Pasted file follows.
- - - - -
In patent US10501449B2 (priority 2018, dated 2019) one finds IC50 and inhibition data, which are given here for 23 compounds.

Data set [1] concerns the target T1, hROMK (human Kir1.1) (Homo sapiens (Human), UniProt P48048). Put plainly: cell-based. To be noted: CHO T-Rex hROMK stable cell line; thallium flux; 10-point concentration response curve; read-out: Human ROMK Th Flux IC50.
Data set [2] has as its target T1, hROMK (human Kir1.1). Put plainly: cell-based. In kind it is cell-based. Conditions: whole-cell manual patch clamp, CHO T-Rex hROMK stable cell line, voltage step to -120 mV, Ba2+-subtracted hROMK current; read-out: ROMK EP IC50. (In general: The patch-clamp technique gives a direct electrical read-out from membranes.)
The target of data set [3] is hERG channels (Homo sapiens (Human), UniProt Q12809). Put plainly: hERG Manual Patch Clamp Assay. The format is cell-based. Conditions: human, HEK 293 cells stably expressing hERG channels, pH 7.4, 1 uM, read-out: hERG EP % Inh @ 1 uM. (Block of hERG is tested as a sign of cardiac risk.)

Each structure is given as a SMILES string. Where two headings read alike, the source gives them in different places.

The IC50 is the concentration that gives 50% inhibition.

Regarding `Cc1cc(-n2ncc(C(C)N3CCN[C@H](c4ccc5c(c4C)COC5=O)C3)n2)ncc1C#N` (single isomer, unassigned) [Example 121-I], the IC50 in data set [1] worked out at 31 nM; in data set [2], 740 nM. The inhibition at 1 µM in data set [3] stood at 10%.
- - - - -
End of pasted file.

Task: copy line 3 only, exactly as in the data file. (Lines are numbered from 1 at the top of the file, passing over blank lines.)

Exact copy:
Data set [2] has as its target T1, hROMK (human Kir1.1). Put plainly: cell-based. In kind it is cell-based. Conditions: whole-cell manual patch clamp, CHO T-Rex hROMK stable cell line, voltage step to -120 mV, Ba2+-subtracted hROMK current; read-out: ROMK EP IC50. (In general: The patch-clamp technique gives a direct electrical read-out from membranes.)